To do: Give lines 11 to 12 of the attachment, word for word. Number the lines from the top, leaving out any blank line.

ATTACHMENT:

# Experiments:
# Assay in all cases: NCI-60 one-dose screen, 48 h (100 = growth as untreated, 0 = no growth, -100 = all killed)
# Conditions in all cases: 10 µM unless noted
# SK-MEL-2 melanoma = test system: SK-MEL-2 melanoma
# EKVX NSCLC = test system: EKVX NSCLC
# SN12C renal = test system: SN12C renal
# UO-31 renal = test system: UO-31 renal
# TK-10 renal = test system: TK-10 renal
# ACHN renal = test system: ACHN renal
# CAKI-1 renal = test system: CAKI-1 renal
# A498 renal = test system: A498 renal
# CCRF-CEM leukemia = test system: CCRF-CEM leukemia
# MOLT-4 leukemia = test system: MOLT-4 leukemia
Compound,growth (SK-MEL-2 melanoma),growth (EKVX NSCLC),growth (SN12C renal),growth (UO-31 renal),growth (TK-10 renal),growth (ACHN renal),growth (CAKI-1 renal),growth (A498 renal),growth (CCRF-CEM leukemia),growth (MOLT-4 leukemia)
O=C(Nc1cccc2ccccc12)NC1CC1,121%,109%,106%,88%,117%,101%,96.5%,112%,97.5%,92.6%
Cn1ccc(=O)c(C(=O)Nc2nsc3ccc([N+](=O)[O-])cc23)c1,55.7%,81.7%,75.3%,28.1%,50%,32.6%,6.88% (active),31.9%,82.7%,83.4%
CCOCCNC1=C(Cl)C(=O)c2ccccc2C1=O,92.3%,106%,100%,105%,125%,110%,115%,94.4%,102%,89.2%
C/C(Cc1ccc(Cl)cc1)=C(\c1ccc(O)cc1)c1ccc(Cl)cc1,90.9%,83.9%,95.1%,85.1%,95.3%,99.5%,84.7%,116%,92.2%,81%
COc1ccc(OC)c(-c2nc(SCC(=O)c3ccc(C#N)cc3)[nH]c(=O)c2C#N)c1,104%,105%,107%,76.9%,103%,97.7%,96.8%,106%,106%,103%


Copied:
# A498 renal = test system: A498 renal
# CCRF-CEM leukemia = test system: CCRF-CEM leukemia